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Vitamin D Deficiency Is Linked to Bladder Cancer

People who are deficient in the sunshine vitamin (vitamin D) are at greater risk of developing bladder cancer as well as other health problems.
Vitamin D Deficiency Is Linked to Bladder Cancer
Vitamin D supplements

Epidemiologists have linked vitamin D deficiency to several cancers, including those of the breast, colon, pancreas and prostate. British researchers report that low levels of vitamin D also increases the likelihood of developing bladder cancer.

What Is the Evidence for a Link with Bladder Cancer?

The investigators reached this conclusion through a systematic review of seven studies. They also tested cells from the lining of the bladder and found that vitamin D activated an immune response. They inferred that adequate vitamin D would stimulate these cells to fight off cancer.

Inadequate Vitamin D:

In northern countries with little sunlight, people have trouble maintaining adequate vitamin D levels. That is because sun-exposed skin manufactures this crucial compound. Without sun, the chemical reaction does not happen.

Vitamin D in Great Britain:

The authors point out that one in five British adults are deficient in this nutrient and 60 percent have low blood levels. Even experts do not know whether supplementation can reverse the cancer risk.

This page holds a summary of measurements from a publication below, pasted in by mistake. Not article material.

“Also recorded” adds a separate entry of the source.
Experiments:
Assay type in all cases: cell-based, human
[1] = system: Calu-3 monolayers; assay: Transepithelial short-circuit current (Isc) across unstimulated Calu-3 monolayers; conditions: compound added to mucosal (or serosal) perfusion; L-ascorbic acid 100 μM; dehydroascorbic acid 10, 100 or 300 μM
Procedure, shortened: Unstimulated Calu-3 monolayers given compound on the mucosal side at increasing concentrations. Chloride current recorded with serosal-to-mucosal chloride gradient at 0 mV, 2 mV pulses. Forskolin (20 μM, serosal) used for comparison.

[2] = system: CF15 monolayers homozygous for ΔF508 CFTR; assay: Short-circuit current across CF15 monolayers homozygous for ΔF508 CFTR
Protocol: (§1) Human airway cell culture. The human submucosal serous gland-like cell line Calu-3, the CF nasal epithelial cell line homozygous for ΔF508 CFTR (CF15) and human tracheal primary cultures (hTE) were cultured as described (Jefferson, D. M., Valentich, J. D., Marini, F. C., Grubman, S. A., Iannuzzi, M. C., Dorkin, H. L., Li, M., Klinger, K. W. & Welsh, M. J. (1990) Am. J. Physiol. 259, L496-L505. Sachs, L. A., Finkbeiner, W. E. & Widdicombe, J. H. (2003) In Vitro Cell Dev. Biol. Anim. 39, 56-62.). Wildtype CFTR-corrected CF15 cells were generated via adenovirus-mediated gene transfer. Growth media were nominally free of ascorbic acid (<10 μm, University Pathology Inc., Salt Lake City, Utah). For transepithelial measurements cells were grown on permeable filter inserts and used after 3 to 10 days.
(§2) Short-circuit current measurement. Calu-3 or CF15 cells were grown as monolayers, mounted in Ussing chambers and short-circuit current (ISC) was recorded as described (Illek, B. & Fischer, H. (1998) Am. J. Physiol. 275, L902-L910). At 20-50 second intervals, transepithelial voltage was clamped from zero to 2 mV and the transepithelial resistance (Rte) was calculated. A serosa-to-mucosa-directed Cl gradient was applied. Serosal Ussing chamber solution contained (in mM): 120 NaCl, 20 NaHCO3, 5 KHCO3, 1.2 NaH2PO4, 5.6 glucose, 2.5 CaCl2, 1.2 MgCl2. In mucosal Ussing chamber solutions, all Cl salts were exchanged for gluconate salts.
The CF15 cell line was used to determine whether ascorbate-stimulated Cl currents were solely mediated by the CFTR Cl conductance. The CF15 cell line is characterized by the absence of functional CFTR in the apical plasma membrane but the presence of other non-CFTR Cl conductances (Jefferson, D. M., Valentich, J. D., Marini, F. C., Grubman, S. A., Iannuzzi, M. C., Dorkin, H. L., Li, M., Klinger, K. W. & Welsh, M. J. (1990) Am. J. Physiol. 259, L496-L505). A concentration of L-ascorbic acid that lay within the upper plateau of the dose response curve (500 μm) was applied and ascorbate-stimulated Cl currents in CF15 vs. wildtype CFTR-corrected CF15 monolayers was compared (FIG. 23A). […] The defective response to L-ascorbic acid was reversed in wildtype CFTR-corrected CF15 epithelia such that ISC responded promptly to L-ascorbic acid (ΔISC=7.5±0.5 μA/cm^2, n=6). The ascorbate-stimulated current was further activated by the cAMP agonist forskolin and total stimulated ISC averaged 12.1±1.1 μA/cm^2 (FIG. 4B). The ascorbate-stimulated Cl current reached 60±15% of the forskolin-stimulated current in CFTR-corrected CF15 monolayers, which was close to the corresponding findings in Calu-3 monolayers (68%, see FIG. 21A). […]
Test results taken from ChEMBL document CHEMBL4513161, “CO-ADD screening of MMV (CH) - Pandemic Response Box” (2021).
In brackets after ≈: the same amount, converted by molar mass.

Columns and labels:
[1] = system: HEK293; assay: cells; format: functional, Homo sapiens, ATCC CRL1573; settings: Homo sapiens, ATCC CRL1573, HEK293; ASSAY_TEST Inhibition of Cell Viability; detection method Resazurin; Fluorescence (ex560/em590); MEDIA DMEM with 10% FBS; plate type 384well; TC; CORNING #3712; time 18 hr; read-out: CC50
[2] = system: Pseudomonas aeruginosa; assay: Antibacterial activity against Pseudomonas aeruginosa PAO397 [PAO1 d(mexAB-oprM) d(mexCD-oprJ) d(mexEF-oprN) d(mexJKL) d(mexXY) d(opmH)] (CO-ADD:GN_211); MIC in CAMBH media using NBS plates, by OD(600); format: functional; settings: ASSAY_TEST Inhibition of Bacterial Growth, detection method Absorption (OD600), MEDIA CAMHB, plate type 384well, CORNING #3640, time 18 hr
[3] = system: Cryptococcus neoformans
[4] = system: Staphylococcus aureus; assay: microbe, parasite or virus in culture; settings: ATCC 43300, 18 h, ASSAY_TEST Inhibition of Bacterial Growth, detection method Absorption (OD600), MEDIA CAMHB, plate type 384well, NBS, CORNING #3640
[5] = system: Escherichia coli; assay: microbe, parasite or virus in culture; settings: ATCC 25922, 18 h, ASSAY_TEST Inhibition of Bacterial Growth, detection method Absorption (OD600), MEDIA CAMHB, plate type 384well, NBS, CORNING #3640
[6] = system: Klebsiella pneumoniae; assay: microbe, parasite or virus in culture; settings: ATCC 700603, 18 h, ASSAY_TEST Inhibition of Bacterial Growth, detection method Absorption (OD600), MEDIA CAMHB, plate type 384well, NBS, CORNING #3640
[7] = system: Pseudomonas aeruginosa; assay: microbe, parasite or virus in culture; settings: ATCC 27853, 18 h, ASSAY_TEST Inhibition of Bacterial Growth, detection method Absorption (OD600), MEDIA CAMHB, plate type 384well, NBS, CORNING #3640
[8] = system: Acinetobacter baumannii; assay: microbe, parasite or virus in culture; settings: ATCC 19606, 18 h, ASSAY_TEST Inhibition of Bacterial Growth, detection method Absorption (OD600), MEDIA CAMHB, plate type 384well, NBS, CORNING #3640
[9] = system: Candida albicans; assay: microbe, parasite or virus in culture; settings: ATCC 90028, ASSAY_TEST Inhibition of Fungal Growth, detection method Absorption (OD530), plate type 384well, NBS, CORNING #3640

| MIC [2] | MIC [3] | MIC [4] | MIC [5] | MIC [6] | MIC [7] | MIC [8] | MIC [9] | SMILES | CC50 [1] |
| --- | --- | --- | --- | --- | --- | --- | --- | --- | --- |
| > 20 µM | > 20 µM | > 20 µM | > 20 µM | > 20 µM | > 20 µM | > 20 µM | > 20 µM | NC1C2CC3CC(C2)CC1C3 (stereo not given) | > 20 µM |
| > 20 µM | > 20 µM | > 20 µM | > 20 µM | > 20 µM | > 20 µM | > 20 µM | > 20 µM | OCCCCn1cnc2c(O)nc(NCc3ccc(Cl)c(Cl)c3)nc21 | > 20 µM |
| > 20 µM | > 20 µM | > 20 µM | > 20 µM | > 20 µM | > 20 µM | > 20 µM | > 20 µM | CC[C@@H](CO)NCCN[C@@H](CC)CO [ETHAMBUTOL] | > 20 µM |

Society for Endocrinology Annual Meeting, Brighton, UK, November 8, 2016

Is Vitamin D Deficiency a Problem in the US?

Far more of the U.S. lies in southern latitudes where sun exposure is strong, at least during the summer. According to the CDC, around two-thirds of the US population have sufficient levels of vitamin D. That means, however, that nearly one in three Americans is at risk for insufficient or deficient vitamin D levels.

Not only does this increase the chance of bladder cancer, it also makes middle-aged adults more susceptible to calcified coronary arteries (Journal of the American College of Nutrition, Sep-Oct., 2016). It may also contribute to inflammatory bowel disease (Current Medicinal Chemistry, Oct. 26, 2016). People with low vitamin D levels are also more vulnerable to gum disease (BMC Oral Health, Sep. 2, 2016). Erectile dysfunction is more common among men with vitamin D deficiency (Atherosclerosis, Sep., 2016).

We discuss this critical vitamin and how it affects our health in our Guide to Vitamin D Deficiency.

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About the Author
Terry Graedon, PhD, is a medical anthropologist and co-host of The People’s Pharmacy radio show, co-author of The People’s Pharmacy syndicated newspaper columns and numerous books, and co-founder of The People’s Pharmacy website. Terry taught in the Duke University School of Nursing and was an adjunct assistant professor in the Department of Anthropology. She is a Fellow of the Society of Applied Anthropology. Terry is one of the country's leading authorities on the science behind folk remedies. .
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